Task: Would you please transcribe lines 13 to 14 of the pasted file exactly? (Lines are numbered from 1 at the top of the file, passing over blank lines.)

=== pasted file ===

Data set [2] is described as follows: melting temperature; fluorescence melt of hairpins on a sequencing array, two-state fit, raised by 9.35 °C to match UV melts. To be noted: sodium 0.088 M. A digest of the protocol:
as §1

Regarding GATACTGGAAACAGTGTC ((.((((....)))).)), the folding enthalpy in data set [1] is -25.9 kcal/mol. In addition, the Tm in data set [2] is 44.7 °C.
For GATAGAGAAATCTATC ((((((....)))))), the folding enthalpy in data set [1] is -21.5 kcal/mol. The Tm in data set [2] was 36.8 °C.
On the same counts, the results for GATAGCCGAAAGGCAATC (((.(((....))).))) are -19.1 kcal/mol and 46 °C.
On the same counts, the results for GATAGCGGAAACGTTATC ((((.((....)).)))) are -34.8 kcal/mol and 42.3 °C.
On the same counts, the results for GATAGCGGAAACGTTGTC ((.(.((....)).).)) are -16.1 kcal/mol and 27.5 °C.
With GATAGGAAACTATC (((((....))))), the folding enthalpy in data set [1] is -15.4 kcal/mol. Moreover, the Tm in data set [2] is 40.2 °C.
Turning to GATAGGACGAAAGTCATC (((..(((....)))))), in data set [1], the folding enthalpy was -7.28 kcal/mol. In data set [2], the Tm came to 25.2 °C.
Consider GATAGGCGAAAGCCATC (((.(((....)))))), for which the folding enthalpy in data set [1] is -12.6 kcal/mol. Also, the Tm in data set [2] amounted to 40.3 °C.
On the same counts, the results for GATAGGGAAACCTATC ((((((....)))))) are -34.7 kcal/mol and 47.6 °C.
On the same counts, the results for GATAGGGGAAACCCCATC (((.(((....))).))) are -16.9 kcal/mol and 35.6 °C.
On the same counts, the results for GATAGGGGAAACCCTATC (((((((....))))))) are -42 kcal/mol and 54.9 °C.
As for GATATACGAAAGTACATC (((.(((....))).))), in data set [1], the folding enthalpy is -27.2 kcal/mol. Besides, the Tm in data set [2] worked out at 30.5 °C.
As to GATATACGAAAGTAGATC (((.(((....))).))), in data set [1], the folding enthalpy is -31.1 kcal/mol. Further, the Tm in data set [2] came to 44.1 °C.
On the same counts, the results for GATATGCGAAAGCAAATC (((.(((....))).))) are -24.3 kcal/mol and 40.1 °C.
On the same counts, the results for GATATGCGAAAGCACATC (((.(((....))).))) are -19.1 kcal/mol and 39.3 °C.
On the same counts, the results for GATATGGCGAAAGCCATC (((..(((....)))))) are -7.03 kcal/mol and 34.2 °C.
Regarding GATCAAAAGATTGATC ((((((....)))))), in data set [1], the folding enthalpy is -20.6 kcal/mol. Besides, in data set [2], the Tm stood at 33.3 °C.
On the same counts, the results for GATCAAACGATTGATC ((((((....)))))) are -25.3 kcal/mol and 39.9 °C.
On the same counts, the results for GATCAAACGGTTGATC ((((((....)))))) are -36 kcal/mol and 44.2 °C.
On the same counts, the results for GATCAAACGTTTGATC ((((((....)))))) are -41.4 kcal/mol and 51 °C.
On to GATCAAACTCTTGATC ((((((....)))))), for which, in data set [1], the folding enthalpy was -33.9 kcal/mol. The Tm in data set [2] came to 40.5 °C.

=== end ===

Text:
On the same counts, the results for GATAGGGGAAACCCTATC (((((((....))))))) are -42 kcal/mol and 54.9 °C.
As for GATATACGAAAGTACATC (((.(((....))).))), in data set [1], the folding enthalpy is -27.2 kcal/mol. Besides, the Tm in data set [2] worked out at 30.5 °C.